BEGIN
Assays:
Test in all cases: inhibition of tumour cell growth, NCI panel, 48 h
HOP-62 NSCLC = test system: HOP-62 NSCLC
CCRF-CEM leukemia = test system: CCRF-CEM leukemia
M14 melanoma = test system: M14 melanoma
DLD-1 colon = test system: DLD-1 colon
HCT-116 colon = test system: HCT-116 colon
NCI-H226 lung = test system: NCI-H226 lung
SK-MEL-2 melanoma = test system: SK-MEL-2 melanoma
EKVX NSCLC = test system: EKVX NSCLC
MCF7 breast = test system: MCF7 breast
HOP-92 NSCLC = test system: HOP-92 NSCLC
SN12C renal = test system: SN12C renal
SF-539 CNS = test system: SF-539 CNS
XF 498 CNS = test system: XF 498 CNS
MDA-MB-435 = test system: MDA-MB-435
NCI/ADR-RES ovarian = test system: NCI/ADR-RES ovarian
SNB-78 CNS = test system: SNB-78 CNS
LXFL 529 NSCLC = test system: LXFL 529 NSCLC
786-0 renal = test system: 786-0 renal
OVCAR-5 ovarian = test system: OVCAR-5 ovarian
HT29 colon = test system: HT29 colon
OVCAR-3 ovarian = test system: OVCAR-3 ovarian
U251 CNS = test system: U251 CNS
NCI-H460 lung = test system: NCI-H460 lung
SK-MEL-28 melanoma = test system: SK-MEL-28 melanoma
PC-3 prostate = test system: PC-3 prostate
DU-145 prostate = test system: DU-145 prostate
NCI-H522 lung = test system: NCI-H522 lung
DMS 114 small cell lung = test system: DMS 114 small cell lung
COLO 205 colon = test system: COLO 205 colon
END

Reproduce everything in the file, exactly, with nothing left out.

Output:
Assays:
Test in all cases: inhibition of tumour cell growth, NCI panel, 48 h
HOP-62 NSCLC = test system: HOP-62 NSCLC
CCRF-CEM leukemia = test system: CCRF-CEM leukemia
M14 melanoma = test system: M14 melanoma
DLD-1 colon = test system: DLD-1 colon
HCT-116 colon = test system: HCT-116 colon
NCI-H226 lung = test system: NCI-H226 lung
SK-MEL-2 melanoma = test system: SK-MEL-2 melanoma
EKVX NSCLC = test system: EKVX NSCLC
MCF7 breast = test system: MCF7 breast
HOP-92 NSCLC = test system: HOP-92 NSCLC
SN12C renal = test system: SN12C renal
SF-539 CNS = test system: SF-539 CNS
XF 498 CNS = test system: XF 498 CNS
MDA-MB-435 = test system: MDA-MB-435
NCI/ADR-RES ovarian = test system: NCI/ADR-RES ovarian
SNB-78 CNS = test system: SNB-78 CNS
LXFL 529 NSCLC = test system: LXFL 529 NSCLC
786-0 renal = test system: 786-0 renal
OVCAR-5 ovarian = test system: OVCAR-5 ovarian
HT29 colon = test system: HT29 colon
OVCAR-3 ovarian = test system: OVCAR-3 ovarian
U251 CNS = test system: U251 CNS
NCI-H460 lung = test system: NCI-H460 lung
SK-MEL-28 melanoma = test system: SK-MEL-28 melanoma
PC-3 prostate = test system: PC-3 prostate
DU-145 prostate = test system: DU-145 prostate
NCI-H522 lung = test system: NCI-H522 lung
DMS 114 small cell lung = test system: DMS 114 small cell lung
COLO 205 colon = test system: COLO 205 colon